From this point, we ventured our way down the mountain into the canyon, enjoying a magnificent passage road with barren mountains and scenery varying from white, to yellowish, brownish, reddish, and even black terrain. The scenery is truly out of this world, resembling the landscape of Mars. It’s addictive, and you just can’t stop marveling at the beautiful scenery to the sounds of some good Dark Americana tunes. This area is filled with beautiful hiking trails which I recommend to any hiking or bushcraft fan. Of course, make sure to take the proper security precautions when traveling the desert.
Enjoying a Family vacation in Eilat
Arriving in Eilat a bit after four in the afternoon we stayed at the U splash Resort hotel next to Kibbutz Eilot, just north of Eilat. We really enjoyed the place. It is an all-inclusive hotel designed with a Spanish Mediterranean vibe and a water park for the kids to enjoy. My frugal deal-hunting father-in-law bagged us a really good deal, so we all went together and stayed at the hotel for three days. During our stay, we enjoyed the swimming pools and the perks the hotel has to offer, some shopping, a trip to one of my favorite sites in Israel, the magnificent Timna Park with its’ unique rock formations, and an Egyptian temple to the Goddess Hathor. We also found a local brewery with exclusive beers you can only find in Eilat and Beer Sheva.
I’m going to write separate posts about our stay in Eilat, the beautiful Timna park, and the brewery, so make sure to subscribe to my newsletter to be notified when they are out. For now, here is a little sneak peek at the places we’ve visited.
I stumbled across a seven-thousand-year-old burial Ground
On our last day in Eilat, just before hitting the road back home, we stumbled upon an ancient, seven thousand-year-old burial ground. It is situated next to Nahal Shahamon, a dry river bed that flows from the Eilat mountains, through Eilat into the Red Sea. It’s also a nice trail suitable for novice hikers to travel along. We found this place using the Amud Anan trail app, which I highly recommend using when traveling in Israel. As you probably know, I can’t leave an old cemetery unvisited and we decided, no matter how boiling hot it was, we have to check it out. After our return home, I investigated the net, and what I found, was that this is a super interesting burial and cult site of old, deserving a separate post, so hint hint, make sure to subscribe to my newsletter to be notified when it’s out. 😉
A Road Trip Back Home through the Red Mountains
But our stay in the sunny city reached an end, we finished packing and loading our stuff into the car and headed back home. This time we hit the road on a different, more scenic route than when we arrived, the beautiful mountainous route no.12. This 71 km long road stretches along the Egyptian border through the stunning red Eilat mountains. Back in 2011, its southern part experienced a gruesome fate, when a brigade of terrorists invaded the area via the border, shooting a civilian bus and cars resulting in six dead civilians and many injured. After this event, the route got partly closed with limited driving hours. Since then, many precautions were taken by the army, including strengthening the border and placing watchtowers along the route, making it safe for traveling again. I find it to be one of the most beautiful roads in Israel. The views here are breathtaking, just check out the video to see for yourselves.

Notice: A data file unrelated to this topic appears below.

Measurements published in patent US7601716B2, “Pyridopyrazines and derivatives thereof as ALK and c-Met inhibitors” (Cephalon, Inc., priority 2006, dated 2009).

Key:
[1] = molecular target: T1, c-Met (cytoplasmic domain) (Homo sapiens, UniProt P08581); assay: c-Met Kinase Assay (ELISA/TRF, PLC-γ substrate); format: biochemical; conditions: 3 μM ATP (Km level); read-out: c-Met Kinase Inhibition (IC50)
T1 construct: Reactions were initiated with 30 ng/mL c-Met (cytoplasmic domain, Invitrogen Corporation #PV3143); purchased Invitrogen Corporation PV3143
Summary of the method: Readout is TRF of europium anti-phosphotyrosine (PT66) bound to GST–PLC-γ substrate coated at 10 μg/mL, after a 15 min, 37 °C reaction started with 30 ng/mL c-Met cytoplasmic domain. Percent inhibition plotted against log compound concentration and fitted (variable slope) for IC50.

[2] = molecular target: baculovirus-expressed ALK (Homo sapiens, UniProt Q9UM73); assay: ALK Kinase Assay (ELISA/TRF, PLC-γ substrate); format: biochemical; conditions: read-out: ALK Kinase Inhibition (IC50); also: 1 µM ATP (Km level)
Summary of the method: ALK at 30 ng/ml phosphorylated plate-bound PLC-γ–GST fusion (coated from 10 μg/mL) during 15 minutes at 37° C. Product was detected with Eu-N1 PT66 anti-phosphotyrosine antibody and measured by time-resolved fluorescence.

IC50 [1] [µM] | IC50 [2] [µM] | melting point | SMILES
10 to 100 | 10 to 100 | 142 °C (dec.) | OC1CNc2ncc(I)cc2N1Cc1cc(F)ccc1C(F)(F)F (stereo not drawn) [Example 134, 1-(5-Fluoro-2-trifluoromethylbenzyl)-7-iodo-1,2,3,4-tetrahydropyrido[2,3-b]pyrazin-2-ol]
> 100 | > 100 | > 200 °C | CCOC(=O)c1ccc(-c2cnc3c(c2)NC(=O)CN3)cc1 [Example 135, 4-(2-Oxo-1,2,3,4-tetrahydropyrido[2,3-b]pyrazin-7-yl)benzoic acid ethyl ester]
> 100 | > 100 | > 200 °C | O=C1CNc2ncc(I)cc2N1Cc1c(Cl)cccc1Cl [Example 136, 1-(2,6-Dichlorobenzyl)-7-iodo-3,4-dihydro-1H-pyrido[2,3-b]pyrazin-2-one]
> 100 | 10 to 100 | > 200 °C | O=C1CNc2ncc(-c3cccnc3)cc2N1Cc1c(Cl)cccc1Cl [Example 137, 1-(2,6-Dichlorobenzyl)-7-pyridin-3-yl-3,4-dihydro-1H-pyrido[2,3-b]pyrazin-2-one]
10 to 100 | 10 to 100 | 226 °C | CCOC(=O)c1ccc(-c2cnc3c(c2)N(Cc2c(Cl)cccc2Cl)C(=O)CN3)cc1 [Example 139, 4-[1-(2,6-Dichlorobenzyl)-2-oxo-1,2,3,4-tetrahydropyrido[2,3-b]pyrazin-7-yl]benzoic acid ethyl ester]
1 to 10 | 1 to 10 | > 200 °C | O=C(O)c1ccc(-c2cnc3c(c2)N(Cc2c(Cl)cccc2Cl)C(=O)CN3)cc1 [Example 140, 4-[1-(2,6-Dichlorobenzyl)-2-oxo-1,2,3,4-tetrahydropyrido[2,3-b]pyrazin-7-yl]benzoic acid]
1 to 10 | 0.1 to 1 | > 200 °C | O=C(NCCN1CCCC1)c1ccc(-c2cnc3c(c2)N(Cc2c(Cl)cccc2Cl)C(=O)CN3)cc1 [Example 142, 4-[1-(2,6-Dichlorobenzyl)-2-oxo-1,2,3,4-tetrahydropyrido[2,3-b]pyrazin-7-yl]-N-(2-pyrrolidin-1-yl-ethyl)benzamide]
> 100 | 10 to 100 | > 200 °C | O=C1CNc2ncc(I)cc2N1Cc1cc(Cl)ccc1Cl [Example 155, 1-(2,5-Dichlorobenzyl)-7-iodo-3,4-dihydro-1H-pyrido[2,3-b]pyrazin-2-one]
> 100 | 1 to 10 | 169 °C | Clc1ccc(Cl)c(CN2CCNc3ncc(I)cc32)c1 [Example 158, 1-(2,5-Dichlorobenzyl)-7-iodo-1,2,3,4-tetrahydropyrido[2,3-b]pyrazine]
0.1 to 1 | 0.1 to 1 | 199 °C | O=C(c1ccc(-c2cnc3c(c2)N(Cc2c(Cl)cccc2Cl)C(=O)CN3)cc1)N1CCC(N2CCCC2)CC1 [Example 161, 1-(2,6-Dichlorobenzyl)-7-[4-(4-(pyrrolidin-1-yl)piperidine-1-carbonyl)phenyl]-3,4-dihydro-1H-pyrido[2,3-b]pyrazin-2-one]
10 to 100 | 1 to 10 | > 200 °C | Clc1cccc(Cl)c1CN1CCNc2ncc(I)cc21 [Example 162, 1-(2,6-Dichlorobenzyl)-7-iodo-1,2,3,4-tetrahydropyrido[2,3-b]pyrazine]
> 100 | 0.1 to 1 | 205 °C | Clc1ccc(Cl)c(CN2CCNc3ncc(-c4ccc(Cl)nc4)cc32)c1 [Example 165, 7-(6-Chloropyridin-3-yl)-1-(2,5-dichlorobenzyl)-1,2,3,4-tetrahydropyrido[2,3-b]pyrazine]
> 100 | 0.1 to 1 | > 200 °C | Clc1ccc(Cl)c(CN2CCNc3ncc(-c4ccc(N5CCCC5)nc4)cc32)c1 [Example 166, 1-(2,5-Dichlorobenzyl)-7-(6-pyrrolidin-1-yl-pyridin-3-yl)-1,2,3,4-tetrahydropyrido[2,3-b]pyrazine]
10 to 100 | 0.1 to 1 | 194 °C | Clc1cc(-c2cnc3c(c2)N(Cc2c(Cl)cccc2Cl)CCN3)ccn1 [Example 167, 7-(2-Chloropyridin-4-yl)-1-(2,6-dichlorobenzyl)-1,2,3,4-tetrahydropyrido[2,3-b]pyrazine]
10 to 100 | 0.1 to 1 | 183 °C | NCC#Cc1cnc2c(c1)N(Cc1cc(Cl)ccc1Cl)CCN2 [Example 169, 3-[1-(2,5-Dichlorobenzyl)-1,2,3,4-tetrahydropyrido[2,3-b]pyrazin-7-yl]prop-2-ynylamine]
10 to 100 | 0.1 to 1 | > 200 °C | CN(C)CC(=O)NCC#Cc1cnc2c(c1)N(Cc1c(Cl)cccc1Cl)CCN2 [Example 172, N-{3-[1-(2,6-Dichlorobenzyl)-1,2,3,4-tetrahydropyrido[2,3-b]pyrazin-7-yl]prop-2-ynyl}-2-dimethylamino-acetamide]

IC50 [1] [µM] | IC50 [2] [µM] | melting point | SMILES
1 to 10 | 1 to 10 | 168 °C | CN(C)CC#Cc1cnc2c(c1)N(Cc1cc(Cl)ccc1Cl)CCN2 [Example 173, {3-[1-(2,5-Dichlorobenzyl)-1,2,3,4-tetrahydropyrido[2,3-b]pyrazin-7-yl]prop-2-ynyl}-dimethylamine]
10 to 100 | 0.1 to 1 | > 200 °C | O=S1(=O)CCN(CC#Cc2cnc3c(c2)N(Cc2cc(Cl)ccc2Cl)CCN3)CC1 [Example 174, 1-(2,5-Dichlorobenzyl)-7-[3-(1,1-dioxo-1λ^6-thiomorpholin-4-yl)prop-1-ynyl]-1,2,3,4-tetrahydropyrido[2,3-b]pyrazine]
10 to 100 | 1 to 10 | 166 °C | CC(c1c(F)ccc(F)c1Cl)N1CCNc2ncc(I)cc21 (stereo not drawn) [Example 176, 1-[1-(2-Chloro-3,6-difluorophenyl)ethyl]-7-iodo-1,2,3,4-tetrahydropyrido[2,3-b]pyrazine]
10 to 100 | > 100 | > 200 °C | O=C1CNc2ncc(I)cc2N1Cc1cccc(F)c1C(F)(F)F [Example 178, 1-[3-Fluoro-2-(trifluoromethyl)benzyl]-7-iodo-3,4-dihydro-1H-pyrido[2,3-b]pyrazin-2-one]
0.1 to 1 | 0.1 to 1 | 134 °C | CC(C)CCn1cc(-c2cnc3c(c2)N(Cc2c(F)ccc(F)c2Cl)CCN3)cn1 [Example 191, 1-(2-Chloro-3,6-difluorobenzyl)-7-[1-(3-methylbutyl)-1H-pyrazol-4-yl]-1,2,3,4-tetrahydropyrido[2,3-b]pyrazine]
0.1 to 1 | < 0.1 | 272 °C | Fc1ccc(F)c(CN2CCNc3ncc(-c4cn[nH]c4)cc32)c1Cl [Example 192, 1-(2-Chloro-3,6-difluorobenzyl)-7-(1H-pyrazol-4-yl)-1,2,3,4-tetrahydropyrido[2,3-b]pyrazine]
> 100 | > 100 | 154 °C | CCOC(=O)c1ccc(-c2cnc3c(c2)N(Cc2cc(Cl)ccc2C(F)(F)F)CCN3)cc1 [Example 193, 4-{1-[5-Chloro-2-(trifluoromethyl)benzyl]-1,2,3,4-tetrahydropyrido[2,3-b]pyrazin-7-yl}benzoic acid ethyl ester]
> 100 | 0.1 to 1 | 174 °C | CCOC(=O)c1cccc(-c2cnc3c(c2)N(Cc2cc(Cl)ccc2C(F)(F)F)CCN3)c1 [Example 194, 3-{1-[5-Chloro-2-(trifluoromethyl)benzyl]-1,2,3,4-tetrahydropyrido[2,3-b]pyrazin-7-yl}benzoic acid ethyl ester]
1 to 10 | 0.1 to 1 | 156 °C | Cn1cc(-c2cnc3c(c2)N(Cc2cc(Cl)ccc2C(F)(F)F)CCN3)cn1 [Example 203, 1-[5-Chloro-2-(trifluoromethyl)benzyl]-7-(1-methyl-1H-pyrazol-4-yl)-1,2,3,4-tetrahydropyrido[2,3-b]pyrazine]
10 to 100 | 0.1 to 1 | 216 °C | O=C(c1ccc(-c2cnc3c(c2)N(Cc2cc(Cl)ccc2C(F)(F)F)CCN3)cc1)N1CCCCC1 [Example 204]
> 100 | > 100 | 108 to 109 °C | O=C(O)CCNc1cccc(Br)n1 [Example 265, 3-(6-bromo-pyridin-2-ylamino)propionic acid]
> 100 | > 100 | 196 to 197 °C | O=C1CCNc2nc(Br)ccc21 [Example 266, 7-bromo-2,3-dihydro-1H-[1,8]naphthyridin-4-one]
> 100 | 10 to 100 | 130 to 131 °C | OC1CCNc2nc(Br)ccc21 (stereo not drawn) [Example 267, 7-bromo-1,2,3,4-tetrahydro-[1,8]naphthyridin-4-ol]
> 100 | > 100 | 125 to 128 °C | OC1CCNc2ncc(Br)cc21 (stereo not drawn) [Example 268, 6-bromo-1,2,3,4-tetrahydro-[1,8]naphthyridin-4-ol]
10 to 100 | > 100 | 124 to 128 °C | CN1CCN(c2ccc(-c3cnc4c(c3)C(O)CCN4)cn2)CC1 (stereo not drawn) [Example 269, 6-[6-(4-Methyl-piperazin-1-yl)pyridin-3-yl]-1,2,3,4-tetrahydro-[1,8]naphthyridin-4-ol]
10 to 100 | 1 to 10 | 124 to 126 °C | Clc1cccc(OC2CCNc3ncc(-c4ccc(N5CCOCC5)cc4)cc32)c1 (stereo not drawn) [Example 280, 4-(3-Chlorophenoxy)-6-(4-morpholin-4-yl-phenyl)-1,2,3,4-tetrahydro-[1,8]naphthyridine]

Along the road, there are several viewpoints where you can stop and marvel at the amazing views. The day we left was super windy and cloudy, not the best for visiting observation points. In some places, we couldn’t even get out of the car because of the wind. We felt as if the wind would blow our car away, turning it into an airplane. However, we managed to stop at one point to admire the view, and luckily we didn’t fly away with the wind.
The area is filled with hiking trails, most notable being the Red Canyon, but you must be well informed when hiking in these areas, otherwise, it might end up badly. Always make sure to have plenty of water with you, a map, or some other navigation system. Be aware of signs indicating minefields or firing zones. They are hard to miss and usually marked with boulders indicating a fire training area. I haven’t noticed any minefields in the area, however, since we are next to the border, I would still keep an eye out for signs indicating this. They’ll be usually fenced off with signs saying minefield ahead.
While the southern part of route 12 has pastoral desert views and fields, the northern has a post-apocalyptic vibe to it. Here, you can’t travel off-road, since it’s a firing zone across both sides of the road and if you are lucky you might even notice some tank training. Another very important tip, before heading out on the road, go to the toilet, especially if you are with kids. Up until Shizafon junction, where the route ends and connects to route no.40, over an hour drive, you won’t have anywhere to stop, without taking a hike offroad into the bush or a firing zone.
Here though, you can rest and have a nice break at Neot Smadar inn. It’s a beautiful Oasis cafe, where you can refresh yourself and have a nice meal. We only stopped here to go to the restroom and didn’t try their menu, but I really liked how the place looked, with quiet niches where you can drink a cup of coffee or have a nice meal.
The rest stop offers vegetarian and vegan dishes as well, and I even noticed some gluten-free snacks here too. There is also an assortment of condiments, olive oil, olives, spices, natural cosmetics, and craft beers all produced locally in the unique Neot Smadar kibbutz. We bought a jar of olives to add to our on-the-go meal and headed our way, driving back via the Makhtesh Ramon.
Driving past the Makhtesh, our initial plan was to visit the ancient Nabatean city of Avdat, whose Byzantine church remains you can’t miss while driving, dominating the mountain view. We hoped to get there before closure so we could catch the sunset at the site. During summertime, the site is open till 5 PM, but unfortunately, we arrived five minutes late and missed the entrance. Instead, we just sat on the slopes of the hill and enjoyed some ice cream, appreciating the view, before concluding our amazing journey through the desert and heading home.
After so many years of not visiting the desert, this trip left me eager to travel and explore it again, even more. I was taken aback by it, and can’t wait to return as the days become more tolerable. Hopefully, I’ll still get to catch some nice days before the summer ends and visit more places. If not, I’ll make sure to come back in the autumn and bring you more stories about the amazing Israeli desert.